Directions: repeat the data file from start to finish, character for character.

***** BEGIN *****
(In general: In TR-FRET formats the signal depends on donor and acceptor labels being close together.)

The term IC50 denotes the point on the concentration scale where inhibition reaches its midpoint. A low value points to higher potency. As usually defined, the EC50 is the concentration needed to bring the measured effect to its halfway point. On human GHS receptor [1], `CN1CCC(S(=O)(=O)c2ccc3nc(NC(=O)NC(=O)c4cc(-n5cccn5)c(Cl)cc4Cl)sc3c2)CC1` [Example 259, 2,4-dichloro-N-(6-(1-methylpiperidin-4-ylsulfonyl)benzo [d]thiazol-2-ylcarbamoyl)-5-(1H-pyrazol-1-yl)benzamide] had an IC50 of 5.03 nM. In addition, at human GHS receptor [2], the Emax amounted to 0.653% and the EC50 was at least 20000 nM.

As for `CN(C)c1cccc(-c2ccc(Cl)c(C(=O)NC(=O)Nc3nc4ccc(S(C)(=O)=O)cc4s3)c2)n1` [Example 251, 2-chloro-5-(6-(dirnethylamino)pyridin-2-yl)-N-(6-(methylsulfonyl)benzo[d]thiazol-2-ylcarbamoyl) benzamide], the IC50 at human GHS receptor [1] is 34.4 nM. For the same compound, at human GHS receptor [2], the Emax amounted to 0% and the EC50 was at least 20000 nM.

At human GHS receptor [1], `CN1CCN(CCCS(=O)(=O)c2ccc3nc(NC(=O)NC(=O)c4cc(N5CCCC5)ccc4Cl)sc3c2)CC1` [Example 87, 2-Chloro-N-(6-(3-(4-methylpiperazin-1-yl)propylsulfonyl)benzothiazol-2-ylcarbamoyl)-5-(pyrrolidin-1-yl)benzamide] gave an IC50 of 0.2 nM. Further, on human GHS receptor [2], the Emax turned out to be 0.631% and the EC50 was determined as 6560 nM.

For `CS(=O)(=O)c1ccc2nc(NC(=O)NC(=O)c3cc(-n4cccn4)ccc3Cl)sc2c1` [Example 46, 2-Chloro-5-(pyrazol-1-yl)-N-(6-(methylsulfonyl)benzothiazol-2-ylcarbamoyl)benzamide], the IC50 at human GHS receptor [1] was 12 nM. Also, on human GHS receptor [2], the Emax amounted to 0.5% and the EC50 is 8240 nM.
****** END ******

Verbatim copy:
(In general: In TR-FRET formats the signal depends on donor and acceptor labels being close together.)

The term IC50 denotes the point on the concentration scale where inhibition reaches its midpoint. A low value points to higher potency. As usually defined, the EC50 is the concentration needed to bring the measured effect to its halfway point. On human GHS receptor [1], `CN1CCC(S(=O)(=O)c2ccc3nc(NC(=O)NC(=O)c4cc(-n5cccn5)c(Cl)cc4Cl)sc3c2)CC1` [Example 259, 2,4-dichloro-N-(6-(1-methylpiperidin-4-ylsulfonyl)benzo [d]thiazol-2-ylcarbamoyl)-5-(1H-pyrazol-1-yl)benzamide] had an IC50 of 5.03 nM. In addition, at human GHS receptor [2], the Emax amounted to 0.653% and the EC50 was at least 20000 nM.

As for `CN(C)c1cccc(-c2ccc(Cl)c(C(=O)NC(=O)Nc3nc4ccc(S(C)(=O)=O)cc4s3)c2)n1` [Example 251, 2-chloro-5-(6-(dirnethylamino)pyridin-2-yl)-N-(6-(methylsulfonyl)benzo[d]thiazol-2-ylcarbamoyl) benzamide], the IC50 at human GHS receptor [1] is 34.4 nM. For the same compound, at human GHS receptor [2], the Emax amounted to 0% and the EC50 was at least 20000 nM.

At human GHS receptor [1], `CN1CCN(CCCS(=O)(=O)c2ccc3nc(NC(=O)NC(=O)c4cc(N5CCCC5)ccc4Cl)sc3c2)CC1` [Example 87, 2-Chloro-N-(6-(3-(4-methylpiperazin-1-yl)propylsulfonyl)benzothiazol-2-ylcarbamoyl)-5-(pyrrolidin-1-yl)benzamide] gave an IC50 of 0.2 nM. Further, on human GHS receptor [2], the Emax turned out to be 0.631% and the EC50 was determined as 6560 nM.

For `CS(=O)(=O)c1ccc2nc(NC(=O)NC(=O)c3cc(-n4cccn4)ccc3Cl)sc2c1` [Example 46, 2-Chloro-5-(pyrazol-1-yl)-N-(6-(methylsulfonyl)benzothiazol-2-ylcarbamoyl)benzamide], the IC50 at human GHS receptor [1] was 12 nM. Also, on human GHS receptor [2], the Emax amounted to 0.5% and the EC50 is 8240 nM.